As details of the car accident that killed Oscar Taveras and a female companion begin to emerge, a gruesome photo of his body in the morgue has been circulating through social media.
Taveras, one of baseball’s elite prospects, and 18-year-old Ydelia Arvelos perished in a crash Sunday evening outside Puerto Plata, a northern city in the Dominican Republic that was the birthplace of the St. Louis Cardinals outfielder.
Taveras, 22, lost control of his Chevy Camaro coming off a curve and slammed against a tree, according to Lieutenant Colonel Jose Armando Brito, spokesman for the branch of the national police that covers Puerto Plata.
The police report said Taveras and Arvelos died of multiple trauma while receiving medical attention at the hospital.
The roads were wet due to recent rains, said Brito, who couldn’t confirm whether speeding or alcohol were factors in the accident. However, the Associated Press reported that Taveras was driving at “very high speed,” quoting spokesman Diego Pesqueira of the Metropolitan Transportation Authority.
While the baseball world mourned the tragic loss of a player with an apparently bright future – Taveras drew comparisons to a young Vladimir Guerrero – a graphic picture showing his mangled face and bruised upper body made the rounds in social media.
Among others, the photo was tweeted by Cardinals pitcher and fellow Dominican Carlos Martinez with a message in Spanish that translates to, “Brother, why did you leave? Tell me why.”
The tweet was later deleted.
Brito said in instances like this, where a well-known figure has died in the Dominican Republic, graphic reporters will go to the hospital and try to take photos of the body.
“It’s common here for those kind of photos to circulate without any kind of objections,” Brito said in Spanish. “If they were suppressed, people would claim their freedoms are being abridged. They’re not aware of the psychological impact these photos could have on the relatives and on people who shouldn’t see these kind of things. It’s very impactful.”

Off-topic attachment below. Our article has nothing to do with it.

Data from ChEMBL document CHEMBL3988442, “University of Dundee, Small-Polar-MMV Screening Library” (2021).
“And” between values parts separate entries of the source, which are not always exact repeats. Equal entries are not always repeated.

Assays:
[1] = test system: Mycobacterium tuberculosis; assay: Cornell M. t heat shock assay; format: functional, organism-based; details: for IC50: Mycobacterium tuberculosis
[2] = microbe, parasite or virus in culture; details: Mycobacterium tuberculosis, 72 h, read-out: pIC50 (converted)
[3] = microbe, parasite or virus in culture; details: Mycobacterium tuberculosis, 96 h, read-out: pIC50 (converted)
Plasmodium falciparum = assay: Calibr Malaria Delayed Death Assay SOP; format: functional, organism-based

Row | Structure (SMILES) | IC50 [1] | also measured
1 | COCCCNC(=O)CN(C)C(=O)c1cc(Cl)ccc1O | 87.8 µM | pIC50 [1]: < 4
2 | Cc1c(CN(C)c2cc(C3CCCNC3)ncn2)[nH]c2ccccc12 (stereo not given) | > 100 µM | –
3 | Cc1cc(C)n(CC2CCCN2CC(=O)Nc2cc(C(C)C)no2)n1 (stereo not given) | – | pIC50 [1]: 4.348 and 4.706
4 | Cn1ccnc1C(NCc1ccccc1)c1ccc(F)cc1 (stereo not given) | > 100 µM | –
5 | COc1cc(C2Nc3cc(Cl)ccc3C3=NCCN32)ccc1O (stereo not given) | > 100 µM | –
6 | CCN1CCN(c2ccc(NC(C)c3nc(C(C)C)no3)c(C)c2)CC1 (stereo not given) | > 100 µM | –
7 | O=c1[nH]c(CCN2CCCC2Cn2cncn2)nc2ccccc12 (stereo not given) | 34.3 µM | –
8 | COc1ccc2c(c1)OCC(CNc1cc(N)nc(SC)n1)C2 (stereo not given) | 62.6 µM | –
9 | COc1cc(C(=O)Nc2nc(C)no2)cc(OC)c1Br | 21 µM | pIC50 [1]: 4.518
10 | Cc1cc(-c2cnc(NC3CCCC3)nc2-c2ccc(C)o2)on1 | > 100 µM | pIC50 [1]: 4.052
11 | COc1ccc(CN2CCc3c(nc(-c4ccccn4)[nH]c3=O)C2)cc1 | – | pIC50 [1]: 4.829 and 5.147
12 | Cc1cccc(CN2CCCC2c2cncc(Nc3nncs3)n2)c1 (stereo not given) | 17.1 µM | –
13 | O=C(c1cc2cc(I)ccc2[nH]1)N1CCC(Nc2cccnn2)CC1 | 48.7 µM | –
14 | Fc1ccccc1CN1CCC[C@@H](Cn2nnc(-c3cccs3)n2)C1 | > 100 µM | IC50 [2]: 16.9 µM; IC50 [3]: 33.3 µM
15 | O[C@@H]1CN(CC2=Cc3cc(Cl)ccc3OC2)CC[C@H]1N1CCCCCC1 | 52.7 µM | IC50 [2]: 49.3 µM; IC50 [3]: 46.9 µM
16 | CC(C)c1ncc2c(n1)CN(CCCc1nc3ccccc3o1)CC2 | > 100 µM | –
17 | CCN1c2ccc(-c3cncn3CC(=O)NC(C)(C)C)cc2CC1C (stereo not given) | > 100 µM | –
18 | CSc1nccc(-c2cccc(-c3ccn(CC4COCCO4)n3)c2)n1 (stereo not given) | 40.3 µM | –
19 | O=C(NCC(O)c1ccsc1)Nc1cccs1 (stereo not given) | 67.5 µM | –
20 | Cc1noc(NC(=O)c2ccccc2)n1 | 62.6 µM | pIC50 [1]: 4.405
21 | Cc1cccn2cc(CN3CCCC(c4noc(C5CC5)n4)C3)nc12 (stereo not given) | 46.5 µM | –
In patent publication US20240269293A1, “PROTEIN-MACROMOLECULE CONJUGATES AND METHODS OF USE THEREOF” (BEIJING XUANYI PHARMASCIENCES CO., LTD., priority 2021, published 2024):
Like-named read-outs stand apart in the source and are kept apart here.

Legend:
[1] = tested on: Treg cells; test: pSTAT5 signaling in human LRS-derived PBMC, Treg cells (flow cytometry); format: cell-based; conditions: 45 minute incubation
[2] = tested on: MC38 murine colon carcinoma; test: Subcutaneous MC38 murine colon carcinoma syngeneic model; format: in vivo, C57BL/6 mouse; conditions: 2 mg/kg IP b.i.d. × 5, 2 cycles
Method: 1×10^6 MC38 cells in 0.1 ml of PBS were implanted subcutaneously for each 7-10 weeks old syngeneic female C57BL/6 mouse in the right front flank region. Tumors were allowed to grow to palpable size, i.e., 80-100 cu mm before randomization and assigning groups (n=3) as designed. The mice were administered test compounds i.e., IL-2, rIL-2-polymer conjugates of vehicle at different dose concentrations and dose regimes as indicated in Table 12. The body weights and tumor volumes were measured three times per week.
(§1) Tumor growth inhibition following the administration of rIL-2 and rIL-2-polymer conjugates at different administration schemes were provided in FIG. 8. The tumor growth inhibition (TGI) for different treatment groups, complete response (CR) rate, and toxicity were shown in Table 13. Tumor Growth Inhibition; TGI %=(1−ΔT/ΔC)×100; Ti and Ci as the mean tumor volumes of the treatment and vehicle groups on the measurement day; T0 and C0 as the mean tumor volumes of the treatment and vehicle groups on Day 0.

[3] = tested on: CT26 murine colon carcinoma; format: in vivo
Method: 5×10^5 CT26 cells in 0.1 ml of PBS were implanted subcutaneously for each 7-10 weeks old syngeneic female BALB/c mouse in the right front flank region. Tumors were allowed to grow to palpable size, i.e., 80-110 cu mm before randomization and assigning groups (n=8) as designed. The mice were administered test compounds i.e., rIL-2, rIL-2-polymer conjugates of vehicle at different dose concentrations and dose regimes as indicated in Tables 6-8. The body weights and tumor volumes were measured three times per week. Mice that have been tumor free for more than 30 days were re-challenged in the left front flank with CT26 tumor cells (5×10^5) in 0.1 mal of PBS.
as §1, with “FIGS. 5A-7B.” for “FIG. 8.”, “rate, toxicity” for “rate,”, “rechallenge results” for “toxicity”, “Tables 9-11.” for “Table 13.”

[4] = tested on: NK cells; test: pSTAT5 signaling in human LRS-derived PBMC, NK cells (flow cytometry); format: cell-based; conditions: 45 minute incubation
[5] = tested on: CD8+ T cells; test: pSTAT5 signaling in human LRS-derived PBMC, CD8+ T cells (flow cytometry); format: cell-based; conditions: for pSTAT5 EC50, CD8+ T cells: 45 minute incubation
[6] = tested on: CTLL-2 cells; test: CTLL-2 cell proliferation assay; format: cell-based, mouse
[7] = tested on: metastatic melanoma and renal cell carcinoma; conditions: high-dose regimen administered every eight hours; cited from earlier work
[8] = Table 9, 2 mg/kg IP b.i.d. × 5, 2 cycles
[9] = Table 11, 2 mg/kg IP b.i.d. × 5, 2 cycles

Several players, especially Dominican countrymen, have expressed their sorrow through social and traditional media over the passing of Taveras, whose funeral is scheduled for Tuesday.
Outfielder Juan Perez, one of the key figures in the San Francisco Giants’ 5-0 victory in Sunday’s Game 5 of the World Series, cried when he learned during the game that his friend and former winter ball teammate had died. He later told news reporters the road where Taveras was driving is often slippery.
“He was a humble person, happy, always smiling, great ballplayer, always smiling,” Perez said. “A lot of talent in that body.”
Hall of Famer Juan Marichal, a Spanish-language analyst during the World Series, said he learned the news while in the TV booth.
“It’s really lamentable,” he said. “He was such a young man with an incredible future.”
On Monday, Cardinals manager Mike Matheny shared his thoughts about the tragic development after begging off Sunday because he was too overcome with emotion.
“To say this is a horrible loss of a life ended too soon would be an understatement,” Matheny said in a statement released by the Cardinals. “To talk about the potential of his abilities seemed to be untimely. All I wanted to do was get the guys together and be with our baseball family. I know the hurt that comes along with buying into the brotherhood of a baseball team. That hurt is just as powerful as the joys that come with this life. …
“We loved Oscar, and he loved us. That is what a team does, that is what a family does. You will be missed, Oscar.”